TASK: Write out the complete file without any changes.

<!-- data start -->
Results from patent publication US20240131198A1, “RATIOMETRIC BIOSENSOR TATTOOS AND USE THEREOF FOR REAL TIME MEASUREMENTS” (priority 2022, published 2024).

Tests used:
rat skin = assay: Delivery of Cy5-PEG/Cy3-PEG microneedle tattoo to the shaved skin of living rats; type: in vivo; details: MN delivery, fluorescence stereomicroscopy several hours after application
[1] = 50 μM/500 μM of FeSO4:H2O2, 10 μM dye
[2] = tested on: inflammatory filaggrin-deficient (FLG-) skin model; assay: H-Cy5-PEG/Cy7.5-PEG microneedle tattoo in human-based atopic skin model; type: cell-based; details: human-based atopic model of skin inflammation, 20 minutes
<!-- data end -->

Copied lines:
Results from patent publication US20240131198A1, “RATIOMETRIC BIOSENSOR TATTOOS AND USE THEREOF FOR REAL TIME MEASUREMENTS” (priority 2022, published 2024).

Tests used:
rat skin = assay: Delivery of Cy5-PEG/Cy3-PEG microneedle tattoo to the shaved skin of living rats; type: in vivo; details: MN delivery, fluorescence stereomicroscopy several hours after application
[1] = 50 μM/500 μM of FeSO4:H2O2, 10 μM dye
[2] = tested on: inflammatory filaggrin-deficient (FLG-) skin model; assay: H-Cy5-PEG/Cy7.5-PEG microneedle tattoo in human-based atopic skin model; type: cell-based; details: human-based atopic model of skin inflammation, 20 minutes